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How much does it really cost to travel in Asia for six months?

· Travel Guide,Money

“But I (we) don’t’ have enough money to travel for half a year!”

This is maybe the biggest objection people have against traveling. If that sounds like you, then this is a must-read.

Nicole tracked every single Euro she has spent on the road and we have decided to give you our exact and real numbers on:

  • How much did we spent traveling six months from Tehran to Bangkok
  • What exactly did we spend this money on by category
  • How much money did we spent in each country
  • What kind of luxury can you afford with this kind of budget
  • And where the biggest potentials are to save a buck or two 

The absolute number for one person

7006,52 Euro.

Well, that’s it? Yes, that is the exact amount Nicole has spent in six months traveling through Asia (Kevin’s number is basically the same though there might be a couple of extra beers ;-)).

Obviously, simply having a number doesn’t necessarily help. After all, there are very different styles to travel. We have met some people who were mainly hitchhiking and spent less than 500 Euros a month.

So, what does 7006,52 Euro buy you?

Travel budget breakdown by category

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Accommodation: 1072.31 Euro

Or, less than two months rent for one person in Munich.

How did we do that? Camping? While we did camp every now and then when we were hiking in the mountains, that was really just a small fraction of all the nights we spent.

Generally, we were staying in hostels. In Central Asia, where hostel infrastructure is (yet) quite underdeveloped, we were also using homestays and guesthouses. If you have a calculator, you would have found out that we spent around six Euros per night, which buys you a dorm in South East Asia or a double room in Central Asia and China (split by two).

Image showing very affordable airBnB with pool in Bali, Indonesia

Food: 1005.21 Euro

All in all, we mostly ate out in restaurants or grabbed some street food (extremely good value for money in China and most of South East Asia). When we enjoyed the luxury of having a kitchen we also cooked though in lots of places it isn’t necessarily cheaper than getting street food. The 350 Euros we spent on buying food in (super-)markets also includes our gigantic appetite for chocolate and Snickers :)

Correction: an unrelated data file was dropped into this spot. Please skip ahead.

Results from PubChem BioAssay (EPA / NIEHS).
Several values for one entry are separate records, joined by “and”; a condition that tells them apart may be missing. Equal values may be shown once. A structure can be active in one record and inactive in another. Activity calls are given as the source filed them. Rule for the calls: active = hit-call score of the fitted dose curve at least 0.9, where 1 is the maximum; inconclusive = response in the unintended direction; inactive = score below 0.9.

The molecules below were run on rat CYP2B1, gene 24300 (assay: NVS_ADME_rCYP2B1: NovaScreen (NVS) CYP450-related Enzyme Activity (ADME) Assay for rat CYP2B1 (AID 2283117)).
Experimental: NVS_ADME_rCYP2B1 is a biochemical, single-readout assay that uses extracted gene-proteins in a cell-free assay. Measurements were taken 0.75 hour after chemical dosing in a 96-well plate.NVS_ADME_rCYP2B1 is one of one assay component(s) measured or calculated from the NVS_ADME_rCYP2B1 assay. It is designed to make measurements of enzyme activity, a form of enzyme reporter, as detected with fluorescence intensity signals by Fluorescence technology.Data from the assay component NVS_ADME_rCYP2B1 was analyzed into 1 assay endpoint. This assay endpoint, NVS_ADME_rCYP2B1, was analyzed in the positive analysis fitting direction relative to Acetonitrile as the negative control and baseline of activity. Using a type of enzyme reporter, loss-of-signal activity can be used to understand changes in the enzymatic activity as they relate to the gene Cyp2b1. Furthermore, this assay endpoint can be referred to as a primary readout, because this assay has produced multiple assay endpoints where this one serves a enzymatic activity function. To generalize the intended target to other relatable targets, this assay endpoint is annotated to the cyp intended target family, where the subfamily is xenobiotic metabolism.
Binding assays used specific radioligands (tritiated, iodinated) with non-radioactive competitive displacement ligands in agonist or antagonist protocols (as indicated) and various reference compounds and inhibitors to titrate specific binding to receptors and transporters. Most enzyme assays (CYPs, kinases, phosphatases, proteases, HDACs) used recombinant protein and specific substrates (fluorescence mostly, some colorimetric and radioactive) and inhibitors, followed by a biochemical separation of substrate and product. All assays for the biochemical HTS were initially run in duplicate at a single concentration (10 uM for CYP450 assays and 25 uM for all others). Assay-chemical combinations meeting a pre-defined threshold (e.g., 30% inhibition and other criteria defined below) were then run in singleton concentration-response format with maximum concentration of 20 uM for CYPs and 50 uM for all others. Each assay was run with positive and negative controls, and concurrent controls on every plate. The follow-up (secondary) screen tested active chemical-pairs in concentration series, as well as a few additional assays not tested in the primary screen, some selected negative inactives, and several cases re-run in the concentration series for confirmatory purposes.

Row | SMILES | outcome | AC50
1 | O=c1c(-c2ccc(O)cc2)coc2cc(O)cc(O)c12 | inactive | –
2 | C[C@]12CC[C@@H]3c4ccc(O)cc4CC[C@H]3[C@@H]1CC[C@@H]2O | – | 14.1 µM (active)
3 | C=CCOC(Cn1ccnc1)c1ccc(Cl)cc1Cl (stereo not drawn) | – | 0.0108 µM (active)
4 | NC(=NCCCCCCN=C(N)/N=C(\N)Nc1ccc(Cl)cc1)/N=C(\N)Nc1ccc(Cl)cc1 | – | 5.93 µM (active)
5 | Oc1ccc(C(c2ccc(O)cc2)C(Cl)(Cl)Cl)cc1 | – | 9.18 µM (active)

Image showing self-made plov, the national food of Uzbekistan

Flights: 1039.05 Euro

Even if you are a frugal traveler, flights can really mess up your budget. Generally, they are the most expensive (and probably most environmentally unfriendly) way to get you from A to B in Asia. So we tried to stay off them, which was not entirely possible. We flew

  • From Frankfurt to Tehran (to start our trip)
  • From Beijing to Hong Kong (for a visa run)
  • From Chengdu to Denpasar, Bali (otherwise it’s really hard to get from China to Indo)
  • From Denpasar, Bali to Bangkok
  • And from Bangkok back to Munich (to end our trip)

We booked most of our flights on Skyscanner, but we avoided AirAsia because of their horrible records of incidents ;-).

Image showing the wings of an airplane with the sun rising in the background.

Other modes of transport: 1305.28 Euro

This includes trains, long-distance buses, other buses, taxis and UBER, a couple of crazy boat trips and scooter and bike rentals.

Image showing a ship in the Caspian Sea.

Although this may seem like a low price tag for 180 days on the road we almost never chose the cheapest option available. For instance, in Iran, we always took VIP buses, in China, we traveled mostly by sleeper trains and in South East Asia, we regularly opted for the minivan instead of the larger (slower) buses.

However, we avoided private transport (such as hiring a driver for getting around) as much as possible and when we were in bigger cities, we also opted for public transport most of the time.

Visa: 467.15 Euro

Health Insurance: 203.81

Entrance fees: 210.08 Euro

Organized trips and tours: 640.06

We traveled mostly independently, but now and then, we booked an organized tour. Among others, this includes horse-trekking in Kyrgyzstan, a road trip through the Pamir mountains in Tajikistan and a guided trekking tour through hidden villages in Laos.

Sports and Fitness: 557.64 Euros